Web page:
I want somebody to be there with me to drink a gin and tonic and yell at the telly with. 

Part of me would like my own version of Don's Party - but I don't know where I will be at that time, health wise. I might be fine. I might be tired. I might still be out of action. 

I just want somebody to watch the election with, who's not going to get bored and who will yell along with me. 

Last federal election I spent the evening with a mate and her dog in Surrey Hills. It wasn't a fun election as it didn't go where I wanted it to go. But it was fun watching Tony Abbott lose his seat.

The election before I was out in Warburton with a friend. He was amazed at how much shouting at the telly I did over the night. Scared his cat. 

The one before that was spent with Georgie and Thom in Reservoir. The night was over before it began when Abbott got in. That wasn't fun. 

The one before that there was no conclusive result. I can't remember where I was for that. That was the Gillard hung parliament election. I was in the tea room at work on Spring Street three weeks later when Rob Oakeshott called  his support for her. He went on for about half an hour, the moron. 

Oh, the one before that was memorable. The guy I was seeing came over. I remember John Howard losing his seat. That was a fun night. 

The one before that was good too. Not because the coalition got in, but it was a memorable night with friends. I got home about ten the next morning. 

The one before that, I was down at Myponga, getting shirty with the telly. My step-dad kept on telling me to calm down. 

So, I'm auditioning. I'm in need of a friend to watch the election results with me on the 20th. Probably best if you like gin, cats and can hold your own with somebody who may or may not throw nerf balls at the telly.                                                                                                                                                                                                                                                                                                                                                                                                                                                                                                                                                                                                                                                                                                                                        +r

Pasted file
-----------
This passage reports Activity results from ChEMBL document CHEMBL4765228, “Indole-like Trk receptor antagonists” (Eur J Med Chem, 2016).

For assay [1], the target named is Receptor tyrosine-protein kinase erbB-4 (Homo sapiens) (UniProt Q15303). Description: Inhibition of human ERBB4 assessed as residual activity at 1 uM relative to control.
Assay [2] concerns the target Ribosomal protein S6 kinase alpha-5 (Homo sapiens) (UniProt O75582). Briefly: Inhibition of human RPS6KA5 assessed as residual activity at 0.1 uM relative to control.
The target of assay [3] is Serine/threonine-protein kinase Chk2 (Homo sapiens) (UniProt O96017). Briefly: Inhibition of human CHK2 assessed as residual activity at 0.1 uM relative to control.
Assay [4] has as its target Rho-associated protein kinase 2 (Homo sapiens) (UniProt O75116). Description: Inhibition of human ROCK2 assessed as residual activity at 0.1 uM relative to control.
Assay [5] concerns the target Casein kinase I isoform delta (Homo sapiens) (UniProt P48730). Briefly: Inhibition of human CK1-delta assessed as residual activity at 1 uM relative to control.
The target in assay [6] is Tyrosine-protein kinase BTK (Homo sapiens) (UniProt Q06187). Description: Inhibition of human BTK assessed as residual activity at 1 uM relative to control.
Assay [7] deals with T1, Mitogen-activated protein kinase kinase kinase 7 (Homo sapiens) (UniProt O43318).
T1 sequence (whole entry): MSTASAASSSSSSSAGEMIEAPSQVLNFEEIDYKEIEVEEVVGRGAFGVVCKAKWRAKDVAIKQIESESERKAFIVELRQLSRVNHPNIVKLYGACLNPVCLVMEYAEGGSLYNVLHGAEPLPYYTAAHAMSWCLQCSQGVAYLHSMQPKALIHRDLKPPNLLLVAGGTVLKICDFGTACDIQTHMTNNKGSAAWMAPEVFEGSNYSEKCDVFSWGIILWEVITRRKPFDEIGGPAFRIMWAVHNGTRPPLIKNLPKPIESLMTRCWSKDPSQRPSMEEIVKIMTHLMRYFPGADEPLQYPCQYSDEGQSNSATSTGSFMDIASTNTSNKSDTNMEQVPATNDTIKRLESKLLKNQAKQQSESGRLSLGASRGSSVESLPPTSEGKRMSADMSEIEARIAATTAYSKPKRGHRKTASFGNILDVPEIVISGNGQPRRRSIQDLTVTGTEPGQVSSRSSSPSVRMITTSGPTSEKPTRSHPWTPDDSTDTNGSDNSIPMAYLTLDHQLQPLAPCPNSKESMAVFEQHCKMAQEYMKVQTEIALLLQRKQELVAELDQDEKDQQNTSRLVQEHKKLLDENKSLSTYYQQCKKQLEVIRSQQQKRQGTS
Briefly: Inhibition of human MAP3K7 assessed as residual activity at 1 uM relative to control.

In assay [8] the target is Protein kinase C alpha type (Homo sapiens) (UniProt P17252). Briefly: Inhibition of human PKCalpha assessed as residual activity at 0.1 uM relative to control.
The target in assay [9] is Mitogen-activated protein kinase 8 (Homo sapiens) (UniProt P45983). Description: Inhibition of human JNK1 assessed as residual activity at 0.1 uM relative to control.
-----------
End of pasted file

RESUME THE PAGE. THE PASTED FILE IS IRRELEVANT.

Wednesday, May 4, 2022

Heaven help them

 Every time I think about cancelling my New York Times subscription, another doozy event turns up and I find myself wanting, needing to go behind the paywall to find out just what is going on the other side of the Pacific. It's a good newspaper. One of the few I trust which comes out of America (Along with the Washington Post and one or two other banners from the larger cities). 

There is something about the possible, strike that, probable repealing of Roe vs. Wade which has me quaking. It's wrong. It's inherently unfair to women and society in general. And it's a very, very polarising topic. 

Here in Australia, where abortion is legal and accessible (unless you count the fact that in Tasmania there is next to no provisions for abortions and women often have to travel to the mainland to find this care...which is in itself a travesty.). We are lucky. Here in Victoria, they've thankfully stopped the morons who picket the abortion clinics - they're not allowed within a decent distance from these places, who provide compassionate, non-judgmental heath care to all women - not just those seeking a termination. Have you any idea how horrible it is passing by these ranting people when you're off to to the doctor for some other minor ailment? It's happened to me. It's crap.

Okay, I'm not a rabid religious nut. I'm not a Roman Catholic. I'm not a fundamentalist Christian. I firmly believe in a woman's right to choose, yet I certainly don't think that abortion should be used as a form of regular contraception. 

But abortion is a form on healthcare. Pure and simple.